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  • The Invisible Hook: The Hidden Economics of Pirates
  • Claire Schen
The Invisible Hook: The Hidden Economics of Pirates. By Peter T. Leeson. Princeton, N.J.: Princeton University Press, 2009. 296 pp. $24.95 (cloth).

Pirates have long fascinated readers, movie directors and their audiences, and thrill-seekers on amusement park rides. Pirates are once again the subject matter of diplomatic and foreign policy discussions. Their reemergence on the world stage has brought new attention to centuries-old problems and bolstered a steady stream of publications intended both for scholars and a wider audience. Pirates are handy ciphers, in our times no less than their own. In Peter Leeson's hands they metamorphose into "harbingers" (p. 179) of both the Founding Fathers and Gordon Gekko, the "greed is good" icon. Pirates are shoehorned into "rational choice" theory, although that theory is both ahistorical and essentialist. They are a vehicle for present-minded arguments in favor of unfettered capitalism and, implicitly, American exceptionalism.

Eighteenth-century pirates have their Marxist interpreters in Marcus Rediker and Peter Linebaugh, but now they have their capitalist [End Page 159] one in Peter Leeson (The Many-Headed Hydra: Sailors, Slaves, Commoners, and the Hidden History of the Revolutionary Atlantic [2000]). Leeson boldly claims to add a hitherto missing dimension to our understanding of pirates: economics. This claim is made despite literary attention to pirates and accumulation of profits, historical attention to the costs and profits of piracy, and philosophical attention to Adam Smith and shipping and piracy, to name a few (Barbara Fuchs, "Faithless Empires: Pirates, Renegadoes, and the English Nation," English Literary History 67, no. 1 [2000]: 45-69; David Hebb, Piracy and the English Government, 1616-1642 [1994]; Richard Unger, "Warships, Cargo Ships and Adam Smith: Trade and Government in the Eighteenth Century," Mariner's Mirror 92, no. 1 [2006]: 41-59). A quick perusal of Leeson's notes reveals that his secondary sources pertain more to modern development and the evils of government intervention than to the vast scholarship on piracy and the economic history of the eighteenth century. Leeson does add current economic theories about "rational choice" (p. 5) to show that pirates were self-interested, profit-maximizing, rational, and responsive to incentives. They experimented with "branding" like a "Fortune 500 company" (p. 6) and channeled the guiding principles of United States federalism avant la lettre. To Rediker and Linebaugh, pirates were the proletarian heroes of a dialectical struggle; to Leeson, they are the antiheroic models of modern management styles.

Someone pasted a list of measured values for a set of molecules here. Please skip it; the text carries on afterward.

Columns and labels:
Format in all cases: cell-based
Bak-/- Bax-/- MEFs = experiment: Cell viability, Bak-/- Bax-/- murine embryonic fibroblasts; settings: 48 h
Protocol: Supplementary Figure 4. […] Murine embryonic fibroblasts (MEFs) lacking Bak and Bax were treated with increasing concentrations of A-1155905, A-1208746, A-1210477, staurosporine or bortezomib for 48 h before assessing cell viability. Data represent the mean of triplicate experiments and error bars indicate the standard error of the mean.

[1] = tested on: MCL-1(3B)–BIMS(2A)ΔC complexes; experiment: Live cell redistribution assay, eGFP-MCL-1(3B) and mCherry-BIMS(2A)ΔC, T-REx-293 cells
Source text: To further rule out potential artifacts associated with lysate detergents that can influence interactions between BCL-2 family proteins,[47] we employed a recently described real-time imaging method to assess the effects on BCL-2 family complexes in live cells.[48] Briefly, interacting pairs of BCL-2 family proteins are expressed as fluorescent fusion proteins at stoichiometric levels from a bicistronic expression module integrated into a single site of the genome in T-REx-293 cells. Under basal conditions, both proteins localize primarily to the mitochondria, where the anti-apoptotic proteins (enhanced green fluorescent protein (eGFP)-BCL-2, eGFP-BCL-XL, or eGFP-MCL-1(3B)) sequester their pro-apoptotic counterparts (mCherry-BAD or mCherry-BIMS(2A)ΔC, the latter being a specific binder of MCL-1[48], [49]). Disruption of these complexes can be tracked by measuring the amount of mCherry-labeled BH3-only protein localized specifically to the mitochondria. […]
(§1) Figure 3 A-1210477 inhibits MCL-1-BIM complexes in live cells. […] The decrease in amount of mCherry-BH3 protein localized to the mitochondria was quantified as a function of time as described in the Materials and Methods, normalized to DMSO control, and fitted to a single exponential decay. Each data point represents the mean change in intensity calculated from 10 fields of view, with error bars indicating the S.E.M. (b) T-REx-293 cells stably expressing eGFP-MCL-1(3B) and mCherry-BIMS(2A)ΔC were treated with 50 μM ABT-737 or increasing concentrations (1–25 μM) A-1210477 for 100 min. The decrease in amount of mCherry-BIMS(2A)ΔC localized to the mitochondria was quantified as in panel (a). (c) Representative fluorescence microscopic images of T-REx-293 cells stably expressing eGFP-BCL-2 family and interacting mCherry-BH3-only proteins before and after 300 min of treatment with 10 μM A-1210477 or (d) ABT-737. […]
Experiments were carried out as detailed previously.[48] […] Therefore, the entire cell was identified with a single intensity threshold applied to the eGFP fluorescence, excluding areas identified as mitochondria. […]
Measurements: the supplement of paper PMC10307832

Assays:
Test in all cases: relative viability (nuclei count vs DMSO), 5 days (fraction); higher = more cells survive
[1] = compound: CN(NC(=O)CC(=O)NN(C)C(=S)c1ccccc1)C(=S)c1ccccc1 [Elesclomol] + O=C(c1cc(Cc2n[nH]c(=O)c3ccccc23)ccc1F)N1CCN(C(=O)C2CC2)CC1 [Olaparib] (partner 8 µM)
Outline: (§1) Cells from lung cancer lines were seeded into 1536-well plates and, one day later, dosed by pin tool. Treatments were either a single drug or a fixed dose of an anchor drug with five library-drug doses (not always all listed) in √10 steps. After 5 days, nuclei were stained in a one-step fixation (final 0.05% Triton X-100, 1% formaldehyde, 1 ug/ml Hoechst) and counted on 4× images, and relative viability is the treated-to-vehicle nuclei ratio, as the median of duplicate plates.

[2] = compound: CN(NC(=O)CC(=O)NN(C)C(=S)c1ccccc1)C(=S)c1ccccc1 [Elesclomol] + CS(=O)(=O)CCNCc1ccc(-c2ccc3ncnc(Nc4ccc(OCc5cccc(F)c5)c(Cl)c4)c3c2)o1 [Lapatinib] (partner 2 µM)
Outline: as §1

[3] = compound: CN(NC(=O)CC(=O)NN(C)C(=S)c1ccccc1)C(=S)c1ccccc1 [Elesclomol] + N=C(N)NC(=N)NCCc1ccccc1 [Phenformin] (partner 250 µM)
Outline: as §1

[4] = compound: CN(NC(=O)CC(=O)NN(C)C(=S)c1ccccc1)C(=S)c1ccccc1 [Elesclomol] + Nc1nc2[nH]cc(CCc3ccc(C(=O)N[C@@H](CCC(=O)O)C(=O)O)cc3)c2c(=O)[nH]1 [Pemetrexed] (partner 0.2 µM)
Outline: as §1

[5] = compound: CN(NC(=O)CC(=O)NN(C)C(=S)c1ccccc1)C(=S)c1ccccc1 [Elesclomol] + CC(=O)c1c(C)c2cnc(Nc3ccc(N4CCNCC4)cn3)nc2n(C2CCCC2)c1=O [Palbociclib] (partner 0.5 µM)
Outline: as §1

Leeson mentions ancient Athens and medieval Europe, but his views of "pirate democracy" depend on sensational published accounts of pirate life and are formed by an Americentric persepctive. "Remarkably" pirates avoided floundering in violence and disorganization "by invoking [ James] Madison's solution to the paradox of power—nearly one hundred years before he suggested it" (p. 29). Leeson attests to pirate prescience of Madison's ideals more than once. No doubt what the editor of the American Historical Review calls the "Founders Chic" audience will eat up these connections to Madison and federalism (vol. 114, no. 3 [2009]: xiv). In reality, notions of the "publick Good" (p. 30) predate these golden-age pirates and Madison, too. Some European political theory might have made the author blush to write, "To look at it, one could easily believe America's Founding Fathers used the pirates' system of democratic checks and balances in framing the United States government" (p. 34).

A desire for profits drives all pirate actions—not romantic ideas about honor or revolutionary ones about egalitarianism celebrated by Rediker and Linebaugh. Parallels with modern-day condo associations and college dormitories make pirates like modern sophisticates, circumventing "serious negative externality threats" (p. 54). The convoluted [End Page 160] language of theory sometimes makes a simple idea seem complicated. Or, when Leeson refers to "what economists call 'common knowledge' " (p. 78) one wonders what the rest of us call the same thing. Do we really need an economic model to tell us that pirates might wish for their prey's speedy surrender over a fight? Of course, a psychologist might have a nifty model of the death-wish-harboring pirate who would sooner lose...